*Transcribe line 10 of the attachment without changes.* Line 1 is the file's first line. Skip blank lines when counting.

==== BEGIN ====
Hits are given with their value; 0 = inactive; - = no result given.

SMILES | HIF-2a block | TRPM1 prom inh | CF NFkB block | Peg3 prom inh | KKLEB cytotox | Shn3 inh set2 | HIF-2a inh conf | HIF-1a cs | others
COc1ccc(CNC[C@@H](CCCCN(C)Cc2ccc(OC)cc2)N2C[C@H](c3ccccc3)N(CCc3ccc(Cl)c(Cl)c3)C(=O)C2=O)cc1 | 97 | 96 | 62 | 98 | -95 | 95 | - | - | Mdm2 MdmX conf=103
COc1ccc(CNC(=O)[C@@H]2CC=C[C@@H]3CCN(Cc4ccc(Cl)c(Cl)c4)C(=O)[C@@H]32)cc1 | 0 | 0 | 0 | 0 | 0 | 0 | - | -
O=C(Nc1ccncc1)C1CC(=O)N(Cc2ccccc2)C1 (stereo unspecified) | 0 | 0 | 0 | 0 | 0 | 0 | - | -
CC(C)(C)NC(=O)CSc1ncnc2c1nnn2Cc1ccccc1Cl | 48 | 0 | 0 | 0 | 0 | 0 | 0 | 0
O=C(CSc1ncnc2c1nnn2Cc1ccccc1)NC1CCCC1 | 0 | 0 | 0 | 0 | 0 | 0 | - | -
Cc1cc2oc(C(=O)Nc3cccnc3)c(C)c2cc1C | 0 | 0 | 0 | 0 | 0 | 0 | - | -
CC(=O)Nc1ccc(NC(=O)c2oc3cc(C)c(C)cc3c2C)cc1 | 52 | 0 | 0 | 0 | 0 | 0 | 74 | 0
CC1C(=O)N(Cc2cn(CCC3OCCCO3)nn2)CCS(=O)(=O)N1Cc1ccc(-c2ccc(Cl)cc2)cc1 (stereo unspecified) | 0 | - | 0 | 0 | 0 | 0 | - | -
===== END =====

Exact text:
CC1C(=O)N(Cc2cn(CCC3OCCCO3)nn2)CCS(=O)(=O)N1Cc1ccc(-c2ccc(Cl)cc2)cc1 (stereo unspecified) | 0 | - | 0 | 0 | 0 | 0 | - | -